A symposium on caring for Holocaust survivors will bring together specialists from around the world.
“Perspectives on Caring: Current Practice, Future Trends,” hosted by of Nazi Victim Services of Selfhelp Community Services and co-sponsored by the UJA-Federation of New York and the Claims Conference, will be held in New York City this week. Health care professionals, psychologists, authors, educators and social workers are set to attend what is being called the most comprehensive Holocaust survivor care symposium of its kind.
The average age of the world’s approximately 600,000 Holocaust survivors is over 80.
“Our work shows the physical and emotional needs of Holocaust survivors become even more complex as they age,” according to Elihu Kover, vice president of Nazi Victim Services of Selfhelp Community Services. “That makes an international exchange like this even more critical as we identify different approaches to assist these aging victims of the worst atrocity of the 20th century and improve everyday lives for the survivors themselves and their care givers.”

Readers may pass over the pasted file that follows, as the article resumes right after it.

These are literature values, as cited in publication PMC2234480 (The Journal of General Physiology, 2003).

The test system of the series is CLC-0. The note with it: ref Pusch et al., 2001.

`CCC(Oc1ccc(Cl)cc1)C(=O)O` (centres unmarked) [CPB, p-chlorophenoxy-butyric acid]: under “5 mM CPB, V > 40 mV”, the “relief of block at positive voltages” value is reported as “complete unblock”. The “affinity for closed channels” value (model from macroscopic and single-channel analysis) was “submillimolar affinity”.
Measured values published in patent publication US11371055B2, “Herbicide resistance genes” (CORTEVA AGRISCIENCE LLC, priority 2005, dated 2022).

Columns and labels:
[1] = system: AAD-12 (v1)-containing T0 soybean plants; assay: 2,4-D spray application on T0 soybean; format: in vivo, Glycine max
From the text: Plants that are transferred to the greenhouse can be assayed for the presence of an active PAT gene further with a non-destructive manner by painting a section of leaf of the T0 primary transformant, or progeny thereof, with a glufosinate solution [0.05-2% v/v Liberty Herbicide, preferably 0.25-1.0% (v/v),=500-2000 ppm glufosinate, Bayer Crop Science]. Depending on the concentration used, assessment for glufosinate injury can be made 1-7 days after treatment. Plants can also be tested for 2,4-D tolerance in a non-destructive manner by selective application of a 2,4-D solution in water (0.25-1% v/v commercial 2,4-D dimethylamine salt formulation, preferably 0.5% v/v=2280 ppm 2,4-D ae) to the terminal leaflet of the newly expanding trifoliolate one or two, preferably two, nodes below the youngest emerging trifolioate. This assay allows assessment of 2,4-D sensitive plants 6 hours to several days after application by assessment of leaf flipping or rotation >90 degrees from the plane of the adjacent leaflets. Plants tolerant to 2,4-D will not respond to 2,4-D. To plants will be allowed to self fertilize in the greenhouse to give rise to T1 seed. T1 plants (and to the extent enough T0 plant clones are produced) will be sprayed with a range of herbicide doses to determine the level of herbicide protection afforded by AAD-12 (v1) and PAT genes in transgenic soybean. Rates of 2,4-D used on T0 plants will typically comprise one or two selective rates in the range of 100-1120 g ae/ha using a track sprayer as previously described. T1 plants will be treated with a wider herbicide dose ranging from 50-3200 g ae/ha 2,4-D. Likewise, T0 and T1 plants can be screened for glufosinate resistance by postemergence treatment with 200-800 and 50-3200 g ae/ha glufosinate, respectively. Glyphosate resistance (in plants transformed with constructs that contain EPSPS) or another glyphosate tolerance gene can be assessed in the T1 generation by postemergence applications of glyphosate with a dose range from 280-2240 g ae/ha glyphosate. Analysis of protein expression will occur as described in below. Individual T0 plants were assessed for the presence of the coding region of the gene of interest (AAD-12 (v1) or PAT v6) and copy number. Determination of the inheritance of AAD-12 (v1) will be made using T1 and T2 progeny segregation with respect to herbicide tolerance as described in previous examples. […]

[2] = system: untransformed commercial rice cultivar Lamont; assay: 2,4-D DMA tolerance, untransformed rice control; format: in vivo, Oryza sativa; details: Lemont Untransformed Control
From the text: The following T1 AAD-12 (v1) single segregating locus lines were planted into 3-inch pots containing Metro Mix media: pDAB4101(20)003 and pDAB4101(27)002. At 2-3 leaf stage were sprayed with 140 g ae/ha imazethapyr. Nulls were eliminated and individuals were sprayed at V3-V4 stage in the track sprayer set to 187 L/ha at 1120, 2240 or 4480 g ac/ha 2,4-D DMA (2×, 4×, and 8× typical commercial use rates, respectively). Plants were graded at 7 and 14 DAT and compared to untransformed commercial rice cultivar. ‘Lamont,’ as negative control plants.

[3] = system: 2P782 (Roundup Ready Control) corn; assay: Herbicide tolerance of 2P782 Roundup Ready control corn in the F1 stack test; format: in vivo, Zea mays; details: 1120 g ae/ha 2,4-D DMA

Selfhelp was formed in 1936 when a group of German emigres joined together to help newly arriving European Jewish refugees fleeing from Nazi persecution establish themselves in America.
Care specialists from the United States, Israel, Brazil, Canada and Germany will present workshops at the symposium.